Fifteen minutes later, Chief Stejnik intervenes. Caroline, there’s a topic today that many members of the room like to ask a question about: nitrogen.
Most of the members who go to the microphone want to say they find Cabinet plans ridiculous. According to them, the nitrogen crisis is a “paper problem” with strict standards that is now turning the whole of Holland upside down. Lower pastures mean warmer temperatures in the Netherlands, and nature didn’t help that. If farmers are forced to leave, the ‘ecosystem’ of employment, landscape management and social cohesion in the countryside will collapse. The quality of the living environment will come under pressure due to population growth and migration.
Read the report An unprecedented expression of dissatisfaction with the VVD: the party voted against its nitrogen policy
Rabbit guard Henk Unk wants to return to the protest in front of the minister’s house, which Van der Plas condemned. “I understand you can’t say everything in The Hague,” he says. “I think deep in your heart you’re thinking otherwise. But that doesn’t matter.”
A woman asks, will the national protests in The Hague on June 22 get out of hand? “I don’t know why this is getting out of hand,” Van der Plas replies. “What gets out of hand is the policy in the Netherlands.” So we’re all going to The Hague? The woman asks the audience. “Jeuuuh!”
“They haven’t given up yet,” van der Plas says after GMM in her blue Suzuki.
The conversation continues in the yard of Alice van Drei in Negerc, the wife of a farmer with cows, pigs, and chicks who participates in the public debate about raising livestock. Fourteen farmers, plus two supporters, are seated at the table under the apple trees. Van der Plas takes a seat, joins the conversation and has time to catch up on some cigarettes.
One farmer asked her, “What is really the plan behind this?” “It is protected by nature. But this is a stick to be beaten.”
“Earth”, think of others. “It’s just a battle for space,” says van der Plas.
A hectare of farmland costs a ton here in Nigeria, Van Dere estimates. She believes that if the farmers stopped or the government confiscated their property, it would quickly reach four times the value of the land.
Van der Plas: “And then they will soon build a beautiful Vinex district with all kinds of tile gardens. How is that for biodiversity?”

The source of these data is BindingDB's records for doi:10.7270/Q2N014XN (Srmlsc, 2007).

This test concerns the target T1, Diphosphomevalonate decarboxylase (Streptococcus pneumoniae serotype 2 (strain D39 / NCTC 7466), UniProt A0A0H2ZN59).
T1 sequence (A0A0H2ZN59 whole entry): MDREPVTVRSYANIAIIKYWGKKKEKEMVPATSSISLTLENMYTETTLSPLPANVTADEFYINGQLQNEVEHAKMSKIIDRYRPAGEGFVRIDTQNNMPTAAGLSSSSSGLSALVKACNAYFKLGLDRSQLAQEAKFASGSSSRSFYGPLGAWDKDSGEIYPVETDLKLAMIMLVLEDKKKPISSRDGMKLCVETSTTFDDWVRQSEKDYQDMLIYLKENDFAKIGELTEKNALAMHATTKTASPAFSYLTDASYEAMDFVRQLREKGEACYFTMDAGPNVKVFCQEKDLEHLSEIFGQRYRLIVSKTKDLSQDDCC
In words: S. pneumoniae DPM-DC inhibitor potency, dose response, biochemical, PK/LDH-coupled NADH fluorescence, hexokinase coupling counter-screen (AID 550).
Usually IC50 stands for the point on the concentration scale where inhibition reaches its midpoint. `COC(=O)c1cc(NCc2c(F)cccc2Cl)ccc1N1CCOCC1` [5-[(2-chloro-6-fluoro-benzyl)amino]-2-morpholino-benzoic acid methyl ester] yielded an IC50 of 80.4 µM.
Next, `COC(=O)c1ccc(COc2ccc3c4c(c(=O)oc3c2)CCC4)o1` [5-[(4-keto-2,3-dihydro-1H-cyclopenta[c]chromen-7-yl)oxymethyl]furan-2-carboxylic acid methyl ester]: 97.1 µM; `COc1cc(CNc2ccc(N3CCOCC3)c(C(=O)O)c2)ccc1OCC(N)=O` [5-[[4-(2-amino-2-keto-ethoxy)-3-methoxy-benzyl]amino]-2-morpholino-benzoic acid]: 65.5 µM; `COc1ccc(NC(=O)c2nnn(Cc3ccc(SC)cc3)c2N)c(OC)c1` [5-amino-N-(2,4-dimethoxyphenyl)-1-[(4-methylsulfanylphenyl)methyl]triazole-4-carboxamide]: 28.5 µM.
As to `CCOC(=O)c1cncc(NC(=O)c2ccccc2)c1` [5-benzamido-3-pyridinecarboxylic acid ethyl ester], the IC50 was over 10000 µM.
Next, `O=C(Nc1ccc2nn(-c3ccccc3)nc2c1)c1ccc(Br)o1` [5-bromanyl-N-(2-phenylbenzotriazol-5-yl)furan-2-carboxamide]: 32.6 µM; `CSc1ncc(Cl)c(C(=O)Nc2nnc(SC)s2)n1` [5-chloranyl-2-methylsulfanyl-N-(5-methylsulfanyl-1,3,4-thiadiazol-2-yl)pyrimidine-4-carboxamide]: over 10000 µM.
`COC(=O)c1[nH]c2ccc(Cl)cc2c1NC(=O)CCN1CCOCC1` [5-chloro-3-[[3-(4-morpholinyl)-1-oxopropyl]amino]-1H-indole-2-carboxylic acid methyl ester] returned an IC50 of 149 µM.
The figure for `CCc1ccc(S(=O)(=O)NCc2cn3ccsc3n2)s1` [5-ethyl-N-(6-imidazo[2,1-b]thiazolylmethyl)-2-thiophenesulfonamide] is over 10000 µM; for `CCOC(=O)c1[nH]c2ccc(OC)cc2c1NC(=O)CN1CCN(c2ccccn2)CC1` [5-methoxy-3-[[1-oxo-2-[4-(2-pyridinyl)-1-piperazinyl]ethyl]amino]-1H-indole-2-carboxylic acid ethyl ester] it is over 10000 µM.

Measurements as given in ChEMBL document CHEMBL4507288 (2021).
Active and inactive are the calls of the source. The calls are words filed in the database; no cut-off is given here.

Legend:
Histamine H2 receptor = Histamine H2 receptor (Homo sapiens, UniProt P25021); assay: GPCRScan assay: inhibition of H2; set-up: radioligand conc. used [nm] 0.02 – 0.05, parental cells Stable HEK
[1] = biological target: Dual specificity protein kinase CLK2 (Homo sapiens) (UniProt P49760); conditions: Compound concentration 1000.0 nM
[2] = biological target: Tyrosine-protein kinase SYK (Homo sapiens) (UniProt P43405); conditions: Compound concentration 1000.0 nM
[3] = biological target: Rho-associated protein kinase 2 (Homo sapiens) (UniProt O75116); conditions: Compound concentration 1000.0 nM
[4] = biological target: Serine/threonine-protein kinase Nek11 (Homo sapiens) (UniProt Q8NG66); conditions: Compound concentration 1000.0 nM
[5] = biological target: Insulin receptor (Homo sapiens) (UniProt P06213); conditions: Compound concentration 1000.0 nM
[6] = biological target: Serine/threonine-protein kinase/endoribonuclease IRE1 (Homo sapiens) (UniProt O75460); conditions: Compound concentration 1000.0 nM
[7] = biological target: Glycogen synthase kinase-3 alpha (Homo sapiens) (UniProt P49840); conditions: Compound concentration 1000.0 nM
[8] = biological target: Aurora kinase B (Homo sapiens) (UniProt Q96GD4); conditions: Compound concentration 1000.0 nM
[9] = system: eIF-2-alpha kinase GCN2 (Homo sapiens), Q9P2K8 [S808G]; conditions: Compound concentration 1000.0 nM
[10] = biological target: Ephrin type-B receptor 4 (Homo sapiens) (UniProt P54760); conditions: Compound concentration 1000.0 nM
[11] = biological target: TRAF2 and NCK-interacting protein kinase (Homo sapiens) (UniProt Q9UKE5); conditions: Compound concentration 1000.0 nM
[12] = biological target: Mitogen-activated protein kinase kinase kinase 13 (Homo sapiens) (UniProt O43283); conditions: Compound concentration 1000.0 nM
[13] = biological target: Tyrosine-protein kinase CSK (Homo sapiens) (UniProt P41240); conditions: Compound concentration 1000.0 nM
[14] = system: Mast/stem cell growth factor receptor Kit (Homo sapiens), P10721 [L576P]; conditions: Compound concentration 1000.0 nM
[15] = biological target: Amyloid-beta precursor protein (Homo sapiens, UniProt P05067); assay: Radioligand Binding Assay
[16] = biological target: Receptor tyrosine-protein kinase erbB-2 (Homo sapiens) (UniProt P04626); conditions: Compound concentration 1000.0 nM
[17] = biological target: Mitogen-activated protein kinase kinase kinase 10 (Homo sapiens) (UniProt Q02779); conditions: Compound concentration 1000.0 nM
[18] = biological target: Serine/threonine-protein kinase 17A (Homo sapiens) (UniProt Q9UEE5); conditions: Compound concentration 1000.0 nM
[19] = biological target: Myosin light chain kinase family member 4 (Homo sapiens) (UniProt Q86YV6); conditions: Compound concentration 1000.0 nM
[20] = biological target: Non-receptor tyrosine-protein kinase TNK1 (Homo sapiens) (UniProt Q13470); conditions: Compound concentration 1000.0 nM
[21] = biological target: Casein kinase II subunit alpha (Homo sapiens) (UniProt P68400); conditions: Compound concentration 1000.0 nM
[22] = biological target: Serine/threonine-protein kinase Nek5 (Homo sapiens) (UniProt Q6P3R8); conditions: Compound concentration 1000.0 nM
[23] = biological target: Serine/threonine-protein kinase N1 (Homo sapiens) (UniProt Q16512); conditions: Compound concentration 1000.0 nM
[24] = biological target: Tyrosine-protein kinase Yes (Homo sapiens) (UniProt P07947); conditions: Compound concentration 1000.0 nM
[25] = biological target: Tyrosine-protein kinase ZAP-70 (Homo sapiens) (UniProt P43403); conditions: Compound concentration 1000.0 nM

“Postage is still green for the animals,” says one farmer’s wife. “And then the farmers are blamed because many of the species are gone.”
There’s nothing wrong with nature here at Gelderse Vallei – a nitrogen hotspot – in their opinion. Yes, it is the state that neglects meadows and ditches. Foxes scare away rabbits, hares, pheasants and squirrels. A lot of geese – ten times since the seventies apartments One cow,” says the wife of a farmer.
One farmer notes that “nature is always changing.” “Plants go in and plants go down. Otherwise, Alice would have milked the dinosaurs here.”
Alice herself says that buying is not an option for many farmers. Suppose she would have received 1.5 million euros, she would still be unable to repay 1.5 million euros to repay all bank loans. “I have been a farmer for twenty-five years. What should I do then? Then, as a returnee, I can sit behind the payout in the supermarket.”
“What can we do?” asks the farmer’s wife, Van der Plas. Strict measure: a farmer is suggesting to cut off the food supply to supermarkets. “Only then would the citizen feel, oh my goodness, that we might need cultivators after all.”
No, I think that’s a very bad idea, says van der Plas. “If you are going to deprive citizens of food, you will not make them stand behind you.”
Van der Plas anticipates that this will be fought in court. “No judge can say that this factory has disappeared because of that farmer’s emissions.” The BBB tells farmers to do nothing and not sign anything.
It’s up to the politicians first, van der Plas says. The government’s plans for nitrogen still have to pass through the House and Senate. Provinces still have to make plans before July 1, 2023 to reduce nitrogen. “With state elections coming up, MPs won’t have to worry about this.”
One farmer asks, “Are rural suicide rates really being monitored?”
“When the need is greatest, Caroline is near!” Alice van Dre tweeted afterwards with a picture of the table conversation. Yes, “the bar is set high,” says Van der Plas on the way back to the car. “I often tell people ‘Don’t expect me to solve everything for you in a day. I’m afraid sometimes.'”
A version of this article also appeared in the June 13, 2022 newspaper